Approximately 500-600 C. gibelio was intentionally introduced into from Kayal2 Dam Lake (K2rklareli-Thrace) to the reservoir by a fisherman in 1998 (personal communication). As mentioned before, this species can be a powerful invader when they are introduced into new ecosystems. Analogously, Özulu— et al. has stated that[2] this species has invaded some freshwater resources in Thrace recently. It was also found that C. gibelio has become dominant after its introduction to Ömerli reservoir. In the first year of the present study, numbers of most common fish species obtained from the reservoir were; 541 (S. erythrophthalmus), 291 (V. vimba), 230 (C. gibelio). However, in the second year of the study, under the same circumstances (same place, fisheries effort, times of the year and fishing gear), numbers of the considered species have changed as following; S. erythrophthalmus (305, 44% reduced), V. vimba (139, 52% reduced) and C. gibelio (794, 245% increased). After two years data was compared, it has been revealed that numbers of C. gibelio has gradually increased and it has become dominant fish species in the reservoir. A similar situation was reported by Özulu— et al. from Büyükçekmece Dam Lake. [2]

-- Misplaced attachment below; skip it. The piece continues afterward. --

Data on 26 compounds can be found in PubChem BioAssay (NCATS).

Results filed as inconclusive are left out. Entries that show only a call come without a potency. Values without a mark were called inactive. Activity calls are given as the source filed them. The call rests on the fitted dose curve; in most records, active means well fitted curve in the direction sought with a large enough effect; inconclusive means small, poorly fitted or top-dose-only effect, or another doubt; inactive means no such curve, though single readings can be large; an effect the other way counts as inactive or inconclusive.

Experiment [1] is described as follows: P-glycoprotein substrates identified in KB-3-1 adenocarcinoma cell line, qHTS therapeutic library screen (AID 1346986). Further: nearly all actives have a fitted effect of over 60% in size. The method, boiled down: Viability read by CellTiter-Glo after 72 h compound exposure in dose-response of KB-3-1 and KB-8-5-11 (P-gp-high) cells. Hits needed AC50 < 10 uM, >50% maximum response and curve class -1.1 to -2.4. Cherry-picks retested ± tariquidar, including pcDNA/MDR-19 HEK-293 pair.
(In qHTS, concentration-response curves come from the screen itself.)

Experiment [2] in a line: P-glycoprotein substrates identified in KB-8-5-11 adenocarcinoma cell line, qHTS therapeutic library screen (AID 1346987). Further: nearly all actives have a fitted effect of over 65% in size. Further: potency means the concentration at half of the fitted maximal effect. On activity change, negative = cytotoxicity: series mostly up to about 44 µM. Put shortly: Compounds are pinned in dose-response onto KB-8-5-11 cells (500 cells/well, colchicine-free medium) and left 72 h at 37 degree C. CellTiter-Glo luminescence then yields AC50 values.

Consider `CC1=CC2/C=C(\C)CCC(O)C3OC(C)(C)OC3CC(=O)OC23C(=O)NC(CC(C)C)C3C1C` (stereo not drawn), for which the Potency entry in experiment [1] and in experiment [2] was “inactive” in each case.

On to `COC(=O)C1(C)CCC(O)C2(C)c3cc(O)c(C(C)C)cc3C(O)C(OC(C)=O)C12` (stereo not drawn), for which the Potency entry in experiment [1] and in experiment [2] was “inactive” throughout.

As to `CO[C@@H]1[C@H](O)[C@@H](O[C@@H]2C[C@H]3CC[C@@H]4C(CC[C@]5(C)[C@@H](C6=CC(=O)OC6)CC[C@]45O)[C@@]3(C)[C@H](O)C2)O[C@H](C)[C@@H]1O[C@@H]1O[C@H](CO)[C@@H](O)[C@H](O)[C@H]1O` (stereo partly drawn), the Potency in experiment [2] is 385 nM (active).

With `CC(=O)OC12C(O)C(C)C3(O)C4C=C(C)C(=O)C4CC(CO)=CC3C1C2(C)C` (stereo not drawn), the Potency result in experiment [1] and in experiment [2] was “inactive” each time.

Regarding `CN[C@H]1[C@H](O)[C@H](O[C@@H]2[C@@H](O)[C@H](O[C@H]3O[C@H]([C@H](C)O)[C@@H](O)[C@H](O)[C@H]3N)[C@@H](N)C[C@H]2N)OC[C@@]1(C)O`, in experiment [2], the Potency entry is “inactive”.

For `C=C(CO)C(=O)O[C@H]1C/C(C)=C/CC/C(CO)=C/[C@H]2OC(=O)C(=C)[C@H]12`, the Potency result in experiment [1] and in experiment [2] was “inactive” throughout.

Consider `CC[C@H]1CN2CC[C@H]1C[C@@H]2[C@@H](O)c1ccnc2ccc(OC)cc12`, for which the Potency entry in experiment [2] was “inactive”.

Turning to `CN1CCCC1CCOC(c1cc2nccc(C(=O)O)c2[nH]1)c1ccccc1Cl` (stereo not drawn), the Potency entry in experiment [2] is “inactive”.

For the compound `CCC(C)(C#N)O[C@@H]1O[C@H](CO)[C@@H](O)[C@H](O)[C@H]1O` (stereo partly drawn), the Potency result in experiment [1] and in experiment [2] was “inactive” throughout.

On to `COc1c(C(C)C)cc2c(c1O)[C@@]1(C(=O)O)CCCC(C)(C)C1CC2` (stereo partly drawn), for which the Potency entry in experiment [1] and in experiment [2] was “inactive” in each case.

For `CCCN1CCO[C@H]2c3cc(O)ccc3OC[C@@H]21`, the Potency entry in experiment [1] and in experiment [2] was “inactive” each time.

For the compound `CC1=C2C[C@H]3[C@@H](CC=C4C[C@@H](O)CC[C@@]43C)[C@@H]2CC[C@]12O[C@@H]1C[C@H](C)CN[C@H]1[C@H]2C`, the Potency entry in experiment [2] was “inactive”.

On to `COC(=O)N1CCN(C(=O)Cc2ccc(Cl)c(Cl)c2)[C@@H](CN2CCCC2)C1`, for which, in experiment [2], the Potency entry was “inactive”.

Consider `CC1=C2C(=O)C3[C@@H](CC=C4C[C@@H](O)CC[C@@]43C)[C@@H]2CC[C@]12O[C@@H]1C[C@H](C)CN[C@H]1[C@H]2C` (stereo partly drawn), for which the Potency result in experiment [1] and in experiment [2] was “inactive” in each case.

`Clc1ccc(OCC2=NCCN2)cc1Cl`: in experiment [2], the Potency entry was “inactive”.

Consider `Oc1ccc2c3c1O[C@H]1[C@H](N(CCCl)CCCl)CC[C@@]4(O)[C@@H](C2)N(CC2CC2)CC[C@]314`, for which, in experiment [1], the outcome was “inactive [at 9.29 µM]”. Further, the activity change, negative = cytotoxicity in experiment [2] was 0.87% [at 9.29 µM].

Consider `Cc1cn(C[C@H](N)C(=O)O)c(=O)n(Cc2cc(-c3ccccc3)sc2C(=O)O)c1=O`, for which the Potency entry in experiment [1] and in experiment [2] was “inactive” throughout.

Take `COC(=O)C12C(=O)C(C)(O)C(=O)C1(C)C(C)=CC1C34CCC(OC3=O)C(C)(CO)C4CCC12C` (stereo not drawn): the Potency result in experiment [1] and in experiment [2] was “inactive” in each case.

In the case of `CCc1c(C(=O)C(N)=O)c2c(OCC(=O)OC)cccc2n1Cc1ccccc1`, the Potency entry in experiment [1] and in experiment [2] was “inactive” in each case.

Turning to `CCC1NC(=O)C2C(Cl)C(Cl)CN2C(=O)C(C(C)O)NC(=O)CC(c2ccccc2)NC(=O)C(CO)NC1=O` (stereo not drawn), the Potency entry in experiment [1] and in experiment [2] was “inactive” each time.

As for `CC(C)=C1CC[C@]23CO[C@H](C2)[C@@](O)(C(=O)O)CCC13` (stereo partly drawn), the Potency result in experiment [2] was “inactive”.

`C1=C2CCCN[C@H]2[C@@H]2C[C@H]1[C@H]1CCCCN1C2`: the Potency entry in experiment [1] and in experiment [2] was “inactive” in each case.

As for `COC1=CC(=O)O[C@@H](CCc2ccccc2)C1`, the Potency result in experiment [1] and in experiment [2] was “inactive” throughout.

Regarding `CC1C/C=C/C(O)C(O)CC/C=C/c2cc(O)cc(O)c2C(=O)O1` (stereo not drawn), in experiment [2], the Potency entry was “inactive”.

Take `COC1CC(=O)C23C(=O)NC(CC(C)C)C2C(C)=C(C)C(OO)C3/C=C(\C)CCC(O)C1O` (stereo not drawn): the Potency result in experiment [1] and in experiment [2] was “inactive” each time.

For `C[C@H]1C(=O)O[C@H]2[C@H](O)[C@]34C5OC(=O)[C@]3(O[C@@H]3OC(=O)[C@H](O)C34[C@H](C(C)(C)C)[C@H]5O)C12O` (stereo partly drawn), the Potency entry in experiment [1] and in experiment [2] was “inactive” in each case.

Fig. 1: Sampling stations at Ömerli Dam Lake Basin: 1. PaÕaköy Stream (41°00´57´´N, 29°17´00´´E), 2. Ball2ca Stream (41°00´02´´N, 29°25´07´´E), 3. Göçbeyli Stream (41°00´09´´N, 29°26´04´´E), 4. Ozan Stream (41°03´05´´N, 29°28´09´´E), 5. Kömürlük Stream (41°05´05´´ N, 29°25´19´´E), 6. Ömerli Dam Lake.